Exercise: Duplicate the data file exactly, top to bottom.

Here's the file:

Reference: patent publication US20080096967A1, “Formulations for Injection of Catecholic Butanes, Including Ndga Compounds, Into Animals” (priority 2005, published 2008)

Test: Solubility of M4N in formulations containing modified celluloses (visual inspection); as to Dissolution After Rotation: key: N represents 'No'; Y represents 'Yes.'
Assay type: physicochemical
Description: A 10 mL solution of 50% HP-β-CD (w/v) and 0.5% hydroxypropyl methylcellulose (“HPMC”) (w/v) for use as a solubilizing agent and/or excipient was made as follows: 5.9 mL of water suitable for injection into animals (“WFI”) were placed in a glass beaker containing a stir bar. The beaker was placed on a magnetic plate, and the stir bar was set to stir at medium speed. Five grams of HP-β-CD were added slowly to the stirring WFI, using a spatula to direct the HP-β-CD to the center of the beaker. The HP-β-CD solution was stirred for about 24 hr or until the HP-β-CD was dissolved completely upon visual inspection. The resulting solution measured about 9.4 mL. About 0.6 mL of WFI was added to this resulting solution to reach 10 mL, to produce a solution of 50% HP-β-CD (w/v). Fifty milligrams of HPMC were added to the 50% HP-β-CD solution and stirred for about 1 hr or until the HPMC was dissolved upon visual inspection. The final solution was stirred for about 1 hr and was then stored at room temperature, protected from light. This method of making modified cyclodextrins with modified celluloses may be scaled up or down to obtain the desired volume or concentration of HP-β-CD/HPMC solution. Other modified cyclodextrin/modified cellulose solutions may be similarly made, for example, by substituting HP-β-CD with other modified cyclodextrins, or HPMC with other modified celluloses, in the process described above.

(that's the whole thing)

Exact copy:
Reference: patent publication US20080096967A1, “Formulations for Injection of Catecholic Butanes, Including Ndga Compounds, Into Animals” (priority 2005, published 2008)

Test: Solubility of M4N in formulations containing modified celluloses (visual inspection); as to Dissolution After Rotation: key: N represents 'No'; Y represents 'Yes.'
Assay type: physicochemical
Description: A 10 mL solution of 50% HP-β-CD (w/v) and 0.5% hydroxypropyl methylcellulose (“HPMC”) (w/v) for use as a solubilizing agent and/or excipient was made as follows: 5.9 mL of water suitable for injection into animals (“WFI”) were placed in a glass beaker containing a stir bar. The beaker was placed on a magnetic plate, and the stir bar was set to stir at medium speed. Five grams of HP-β-CD were added slowly to the stirring WFI, using a spatula to direct the HP-β-CD to the center of the beaker. The HP-β-CD solution was stirred for about 24 hr or until the HP-β-CD was dissolved completely upon visual inspection. The resulting solution measured about 9.4 mL. About 0.6 mL of WFI was added to this resulting solution to reach 10 mL, to produce a solution of 50% HP-β-CD (w/v). Fifty milligrams of HPMC were added to the 50% HP-β-CD solution and stirred for about 1 hr or until the HPMC was dissolved upon visual inspection. The final solution was stirred for about 1 hr and was then stored at room temperature, protected from light. This method of making modified cyclodextrins with modified celluloses may be scaled up or down to obtain the desired volume or concentration of HP-β-CD/HPMC solution. Other modified cyclodextrin/modified cellulose solutions may be similarly made, for example, by substituting HP-β-CD with other modified cyclodextrins, or HPMC with other modified celluloses, in the process described above.